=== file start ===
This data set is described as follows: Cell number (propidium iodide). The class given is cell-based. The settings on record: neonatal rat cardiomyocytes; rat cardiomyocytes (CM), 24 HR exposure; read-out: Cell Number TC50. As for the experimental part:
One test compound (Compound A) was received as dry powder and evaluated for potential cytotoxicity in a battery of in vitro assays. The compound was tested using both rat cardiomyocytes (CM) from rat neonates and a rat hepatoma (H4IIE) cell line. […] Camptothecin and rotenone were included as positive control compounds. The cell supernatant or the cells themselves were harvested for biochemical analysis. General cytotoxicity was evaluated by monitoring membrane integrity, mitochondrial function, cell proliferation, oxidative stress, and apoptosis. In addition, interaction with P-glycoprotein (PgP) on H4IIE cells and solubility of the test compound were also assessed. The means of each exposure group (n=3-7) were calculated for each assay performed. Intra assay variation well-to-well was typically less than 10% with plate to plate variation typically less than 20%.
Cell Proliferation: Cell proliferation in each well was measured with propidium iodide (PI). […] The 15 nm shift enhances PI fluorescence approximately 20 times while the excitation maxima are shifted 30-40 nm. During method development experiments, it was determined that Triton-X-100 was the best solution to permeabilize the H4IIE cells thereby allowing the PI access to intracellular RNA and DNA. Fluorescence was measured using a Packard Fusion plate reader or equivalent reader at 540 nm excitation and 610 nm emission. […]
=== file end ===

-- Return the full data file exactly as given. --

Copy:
This data set is described as follows: Cell number (propidium iodide). The class given is cell-based. The settings on record: neonatal rat cardiomyocytes; rat cardiomyocytes (CM), 24 HR exposure; read-out: Cell Number TC50. As for the experimental part:
One test compound (Compound A) was received as dry powder and evaluated for potential cytotoxicity in a battery of in vitro assays. The compound was tested using both rat cardiomyocytes (CM) from rat neonates and a rat hepatoma (H4IIE) cell line. […] Camptothecin and rotenone were included as positive control compounds. The cell supernatant or the cells themselves were harvested for biochemical analysis. General cytotoxicity was evaluated by monitoring membrane integrity, mitochondrial function, cell proliferation, oxidative stress, and apoptosis. In addition, interaction with P-glycoprotein (PgP) on H4IIE cells and solubility of the test compound were also assessed. The means of each exposure group (n=3-7) were calculated for each assay performed. Intra assay variation well-to-well was typically less than 10% with plate to plate variation typically less than 20%.
Cell Proliferation: Cell proliferation in each well was measured with propidium iodide (PI). […] The 15 nm shift enhances PI fluorescence approximately 20 times while the excitation maxima are shifted 30-40 nm. During method development experiments, it was determined that Triton-X-100 was the best solution to permeabilize the H4IIE cells thereby allowing the PI access to intracellular RNA and DNA. Fluorescence was measured using a Packard Fusion plate reader or equivalent reader at 540 nm excitation and 610 nm emission. […]